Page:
This report describes the sources from which, and the routes by which, firms, and especially micro- and small firms, acquire IP awareness. It focuses in particular on the role of non-IP-specialist professional advisers such as accountants and other sources of IP advice.
Dr Robert Pitkethly
Oxford Intellectual Property Research Centre
St Peter’s College, Oxford University
This report reveals how micro-firms and SMEs gain (or do not gain) IP awareness and thus suggests what steps might be taken to help make UK industry more informed about IP. The research also reveals the role that non-specialist advisers, such as accountants and non-IP solicitors, play in mediating and thus increasing IP awareness among micro-firms and SMEs.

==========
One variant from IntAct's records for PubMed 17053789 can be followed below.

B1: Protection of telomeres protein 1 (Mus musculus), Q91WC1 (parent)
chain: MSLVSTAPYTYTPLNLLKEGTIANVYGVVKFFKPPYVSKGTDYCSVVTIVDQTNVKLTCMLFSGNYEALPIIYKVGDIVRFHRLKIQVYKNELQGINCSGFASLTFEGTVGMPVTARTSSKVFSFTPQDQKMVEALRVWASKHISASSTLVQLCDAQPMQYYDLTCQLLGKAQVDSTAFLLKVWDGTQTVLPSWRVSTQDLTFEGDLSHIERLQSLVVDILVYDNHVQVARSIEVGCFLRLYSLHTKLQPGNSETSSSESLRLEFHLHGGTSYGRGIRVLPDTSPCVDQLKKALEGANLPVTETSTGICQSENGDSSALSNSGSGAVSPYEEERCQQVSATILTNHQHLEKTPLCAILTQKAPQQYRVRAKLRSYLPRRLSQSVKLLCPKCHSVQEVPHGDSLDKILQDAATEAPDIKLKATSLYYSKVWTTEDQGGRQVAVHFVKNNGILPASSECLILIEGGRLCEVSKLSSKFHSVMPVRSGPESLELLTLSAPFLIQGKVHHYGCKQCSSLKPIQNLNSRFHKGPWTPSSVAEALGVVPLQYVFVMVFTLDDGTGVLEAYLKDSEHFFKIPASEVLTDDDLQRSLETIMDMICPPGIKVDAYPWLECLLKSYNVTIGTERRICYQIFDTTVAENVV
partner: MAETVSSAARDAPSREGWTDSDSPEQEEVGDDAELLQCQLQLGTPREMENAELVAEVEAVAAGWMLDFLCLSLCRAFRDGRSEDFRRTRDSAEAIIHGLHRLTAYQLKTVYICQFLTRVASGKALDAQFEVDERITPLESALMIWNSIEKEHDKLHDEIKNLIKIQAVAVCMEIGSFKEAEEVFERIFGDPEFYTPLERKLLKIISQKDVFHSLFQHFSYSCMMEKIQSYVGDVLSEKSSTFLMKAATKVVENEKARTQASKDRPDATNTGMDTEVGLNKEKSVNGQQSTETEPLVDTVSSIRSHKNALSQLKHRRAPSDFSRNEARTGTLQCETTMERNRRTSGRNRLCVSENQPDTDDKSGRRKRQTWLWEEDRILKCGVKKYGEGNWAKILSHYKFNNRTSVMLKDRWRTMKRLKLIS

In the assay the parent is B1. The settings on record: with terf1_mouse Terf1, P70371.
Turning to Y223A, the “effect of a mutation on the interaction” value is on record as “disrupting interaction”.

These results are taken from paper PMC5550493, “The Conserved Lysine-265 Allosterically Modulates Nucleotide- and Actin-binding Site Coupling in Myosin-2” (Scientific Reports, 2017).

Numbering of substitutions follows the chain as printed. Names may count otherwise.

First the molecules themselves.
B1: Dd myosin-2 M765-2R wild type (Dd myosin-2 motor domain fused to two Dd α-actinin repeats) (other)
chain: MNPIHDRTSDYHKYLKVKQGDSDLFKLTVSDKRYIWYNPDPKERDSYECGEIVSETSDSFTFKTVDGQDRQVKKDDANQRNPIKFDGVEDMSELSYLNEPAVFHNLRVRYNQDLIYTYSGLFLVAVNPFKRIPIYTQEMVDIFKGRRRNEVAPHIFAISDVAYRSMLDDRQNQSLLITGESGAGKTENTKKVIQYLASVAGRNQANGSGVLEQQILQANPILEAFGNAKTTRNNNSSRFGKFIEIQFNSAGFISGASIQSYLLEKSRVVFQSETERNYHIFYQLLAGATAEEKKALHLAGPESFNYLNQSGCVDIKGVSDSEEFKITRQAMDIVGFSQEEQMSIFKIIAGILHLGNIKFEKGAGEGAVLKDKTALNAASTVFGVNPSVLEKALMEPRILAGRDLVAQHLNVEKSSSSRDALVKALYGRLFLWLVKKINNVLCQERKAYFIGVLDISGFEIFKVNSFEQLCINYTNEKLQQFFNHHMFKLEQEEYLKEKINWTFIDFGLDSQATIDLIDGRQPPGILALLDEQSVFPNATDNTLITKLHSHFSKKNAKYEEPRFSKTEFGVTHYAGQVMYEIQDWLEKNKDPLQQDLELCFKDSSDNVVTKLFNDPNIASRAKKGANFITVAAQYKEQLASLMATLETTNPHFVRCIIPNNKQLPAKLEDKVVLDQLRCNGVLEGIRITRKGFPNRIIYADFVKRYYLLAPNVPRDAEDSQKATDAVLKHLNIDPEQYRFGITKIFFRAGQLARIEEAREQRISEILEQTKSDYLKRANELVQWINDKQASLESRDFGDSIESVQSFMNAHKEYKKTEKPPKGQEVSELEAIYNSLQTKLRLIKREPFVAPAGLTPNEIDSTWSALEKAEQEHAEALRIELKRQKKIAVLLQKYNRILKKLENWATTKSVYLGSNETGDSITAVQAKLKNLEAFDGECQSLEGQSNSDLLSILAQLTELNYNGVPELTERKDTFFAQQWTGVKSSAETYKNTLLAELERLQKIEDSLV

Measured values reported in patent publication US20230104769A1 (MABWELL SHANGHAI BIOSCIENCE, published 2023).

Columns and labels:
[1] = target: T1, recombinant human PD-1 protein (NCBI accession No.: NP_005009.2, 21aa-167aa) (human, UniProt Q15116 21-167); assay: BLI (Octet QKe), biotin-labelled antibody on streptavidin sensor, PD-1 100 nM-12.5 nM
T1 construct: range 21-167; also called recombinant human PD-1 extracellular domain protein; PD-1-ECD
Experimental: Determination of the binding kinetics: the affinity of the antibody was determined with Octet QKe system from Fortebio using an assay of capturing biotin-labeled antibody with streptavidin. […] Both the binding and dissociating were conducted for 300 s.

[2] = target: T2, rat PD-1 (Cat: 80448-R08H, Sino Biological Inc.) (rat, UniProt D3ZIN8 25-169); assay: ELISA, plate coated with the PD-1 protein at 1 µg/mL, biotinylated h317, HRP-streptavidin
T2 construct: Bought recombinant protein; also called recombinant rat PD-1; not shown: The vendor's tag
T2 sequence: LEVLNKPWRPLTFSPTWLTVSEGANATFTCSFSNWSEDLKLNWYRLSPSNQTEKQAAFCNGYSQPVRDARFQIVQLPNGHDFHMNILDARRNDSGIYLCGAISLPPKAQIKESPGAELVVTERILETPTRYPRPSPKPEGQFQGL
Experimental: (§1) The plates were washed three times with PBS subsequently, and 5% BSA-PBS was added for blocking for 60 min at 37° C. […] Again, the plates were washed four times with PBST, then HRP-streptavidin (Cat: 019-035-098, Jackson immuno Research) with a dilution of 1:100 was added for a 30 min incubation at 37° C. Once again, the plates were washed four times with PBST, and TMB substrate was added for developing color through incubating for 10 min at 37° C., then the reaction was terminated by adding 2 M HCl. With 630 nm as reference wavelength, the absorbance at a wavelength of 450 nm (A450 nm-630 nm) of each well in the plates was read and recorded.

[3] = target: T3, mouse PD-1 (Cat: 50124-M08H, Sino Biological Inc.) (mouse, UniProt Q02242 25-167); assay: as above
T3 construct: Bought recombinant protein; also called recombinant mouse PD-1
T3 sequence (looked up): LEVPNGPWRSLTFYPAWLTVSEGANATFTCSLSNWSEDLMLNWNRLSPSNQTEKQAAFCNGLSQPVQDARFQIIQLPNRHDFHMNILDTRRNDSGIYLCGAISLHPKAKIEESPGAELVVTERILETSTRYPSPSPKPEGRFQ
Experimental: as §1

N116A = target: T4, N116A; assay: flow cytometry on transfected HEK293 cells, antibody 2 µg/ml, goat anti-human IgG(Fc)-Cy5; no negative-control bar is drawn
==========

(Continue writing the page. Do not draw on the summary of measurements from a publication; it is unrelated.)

The study illuminates an area of the recent UK IP awareness survey which the quantitative data did not explain so clearly; secondly, it provides ideas for potential ways to improve both SME IP awareness and access to expert IP advice, and finally it provides the groundwork for further hypothesis development concerning SMEs’ use of intellectual property rights (IPRs). SMEs can and do make direct connections with sources of expert IP advice. Nonetheless, the reluctance of many SMEs to consider IP efficiently is in large part due not just to lack of effective IP awareness but also to lack of awareness of the value of IP combined with the high initial costs of some forms of IP protection.